Compound interest

NBFC: NBFCs could be the most affected by waiver of compound interest

Mumbai: The financial sector could lose between Rs 4,000 and 8,000 crore if the Supreme Court rejects compound interest on loans under moratorium in the past six months, analysts believe.

Within the financial sector, NBFCs and housing finance companies (HFCs), which are already suffering from declining demand for loans and struggling to repay debts, could be the hardest hit, followed by banks in the public sector, analysts said.

believes that waiving interest on interest during the moratorium could result in a cumulative impact of between Rs 7,500 and Rs 8,000 crore for the financial sector.



The brokerage firm estimates that NBFCs and HFCs will be the hardest hit, possibly losing Rs 3,500 crore. Private sector banks together stand to lose Rs 1,830 crore. Public sector banks will lose Rs 1,580 crore, excluding the probable loss of Rs 490 crore for the SBI.

“This would mean a decrease of 7 basis points in return on assets and less than 4% in operating income (FY20). This would result in an operating profit of between 2% and 5% for the industry, ”said ICICI Securities.

In a report released earlier this month before the last SC hearing, US brokerage firm Jefferies estimated an impact of between Rs 4,000 and Rs 5,000 crore, or less than 5 basis points of total assets. .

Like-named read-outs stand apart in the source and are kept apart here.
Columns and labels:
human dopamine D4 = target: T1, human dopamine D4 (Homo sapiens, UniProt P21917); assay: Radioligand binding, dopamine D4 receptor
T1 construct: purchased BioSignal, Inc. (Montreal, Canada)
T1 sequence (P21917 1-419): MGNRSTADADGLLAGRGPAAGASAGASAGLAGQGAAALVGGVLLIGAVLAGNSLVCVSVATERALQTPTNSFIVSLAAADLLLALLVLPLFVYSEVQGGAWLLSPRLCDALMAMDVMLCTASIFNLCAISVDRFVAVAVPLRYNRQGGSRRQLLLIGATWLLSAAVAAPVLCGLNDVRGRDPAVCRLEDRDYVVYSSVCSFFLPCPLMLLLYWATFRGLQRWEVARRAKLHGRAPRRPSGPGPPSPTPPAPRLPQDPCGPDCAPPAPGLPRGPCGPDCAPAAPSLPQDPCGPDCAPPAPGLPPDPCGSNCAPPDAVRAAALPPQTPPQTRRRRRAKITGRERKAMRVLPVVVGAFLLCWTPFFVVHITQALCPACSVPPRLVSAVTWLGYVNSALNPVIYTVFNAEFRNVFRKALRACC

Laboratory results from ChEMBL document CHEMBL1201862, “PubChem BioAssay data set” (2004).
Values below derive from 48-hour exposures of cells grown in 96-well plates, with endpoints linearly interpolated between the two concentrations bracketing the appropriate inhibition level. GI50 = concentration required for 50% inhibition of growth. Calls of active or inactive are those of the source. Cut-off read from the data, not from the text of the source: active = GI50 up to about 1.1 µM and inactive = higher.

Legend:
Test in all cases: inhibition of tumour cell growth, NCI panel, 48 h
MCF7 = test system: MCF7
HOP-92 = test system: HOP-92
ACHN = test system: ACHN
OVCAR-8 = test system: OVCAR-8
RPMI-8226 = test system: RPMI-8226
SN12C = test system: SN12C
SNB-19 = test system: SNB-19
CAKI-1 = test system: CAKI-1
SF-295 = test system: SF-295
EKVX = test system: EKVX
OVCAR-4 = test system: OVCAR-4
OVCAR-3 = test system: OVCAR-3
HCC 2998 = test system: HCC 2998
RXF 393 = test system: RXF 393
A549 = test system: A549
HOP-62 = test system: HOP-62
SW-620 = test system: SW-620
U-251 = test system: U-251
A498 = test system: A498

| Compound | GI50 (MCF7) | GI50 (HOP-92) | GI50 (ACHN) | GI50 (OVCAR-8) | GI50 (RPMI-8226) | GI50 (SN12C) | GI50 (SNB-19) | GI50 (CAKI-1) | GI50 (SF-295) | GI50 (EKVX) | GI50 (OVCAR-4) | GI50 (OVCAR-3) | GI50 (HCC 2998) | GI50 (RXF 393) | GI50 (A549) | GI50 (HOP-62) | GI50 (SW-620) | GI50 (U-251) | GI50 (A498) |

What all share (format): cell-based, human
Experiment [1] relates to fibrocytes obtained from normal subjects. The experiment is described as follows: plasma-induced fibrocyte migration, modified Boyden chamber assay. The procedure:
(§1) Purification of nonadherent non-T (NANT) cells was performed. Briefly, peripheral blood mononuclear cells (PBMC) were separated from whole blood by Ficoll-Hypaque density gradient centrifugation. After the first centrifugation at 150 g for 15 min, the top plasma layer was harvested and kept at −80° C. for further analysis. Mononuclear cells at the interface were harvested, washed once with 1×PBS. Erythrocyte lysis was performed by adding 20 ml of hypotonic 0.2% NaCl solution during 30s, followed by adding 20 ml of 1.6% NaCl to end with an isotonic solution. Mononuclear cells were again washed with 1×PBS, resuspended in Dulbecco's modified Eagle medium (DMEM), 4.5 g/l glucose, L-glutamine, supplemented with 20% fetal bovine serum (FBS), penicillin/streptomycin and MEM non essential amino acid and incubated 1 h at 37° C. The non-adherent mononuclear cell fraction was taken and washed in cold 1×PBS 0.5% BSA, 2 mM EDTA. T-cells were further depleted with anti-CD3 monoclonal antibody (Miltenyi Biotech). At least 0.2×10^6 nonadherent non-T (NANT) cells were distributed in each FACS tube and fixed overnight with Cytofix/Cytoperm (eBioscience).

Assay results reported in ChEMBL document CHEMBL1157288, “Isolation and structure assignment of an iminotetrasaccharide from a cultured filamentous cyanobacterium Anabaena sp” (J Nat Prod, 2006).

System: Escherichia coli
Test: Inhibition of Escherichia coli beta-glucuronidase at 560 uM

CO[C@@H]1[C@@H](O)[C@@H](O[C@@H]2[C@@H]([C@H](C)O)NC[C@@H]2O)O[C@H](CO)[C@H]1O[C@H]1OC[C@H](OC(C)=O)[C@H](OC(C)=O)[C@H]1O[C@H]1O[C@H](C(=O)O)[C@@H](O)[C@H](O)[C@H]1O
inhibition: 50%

Jefferies estimated that of the total loans of Rs 102 lakh crore in the banking sector, around Rs 41 lakh crore could be subject to a moratorium, with interest amounting to Rs 2 lakh crore at 10% per annum. . Of this total, around 4,000 crore rupees could represent compound interest that could be canceled.

“The financial impact may not be large, but the collateral risks are greater. We believe that the financial impact of waiving interest on interest is not significant; it is the collateral risks associated with borrower behavior that we are most concerned about, ”said Jefferies.

Siddharth Purohit, analyst at SMC Global, said the impact on NBFCs will be most severe as they still have to honor their obligations and loans, even though business has been hit due to the economic crash.

Thursday’s extension of the status quo on loans until Sept. 28 raised the possibility that the financial sector might have to give up some of its interest.

On Thursday evening, the government announced the formation of a three-member group, led by former bureaucrat Rajiv Mehrishi and also including former SBI Managing Director B Sriram and former member of the RBI Monetary Policy Committee. Ravindra Dholakia. It has a week to assess whether interest can be charged on the interest and whether rating agencies can downgrade a company affected by the pandemic during the moratorium.


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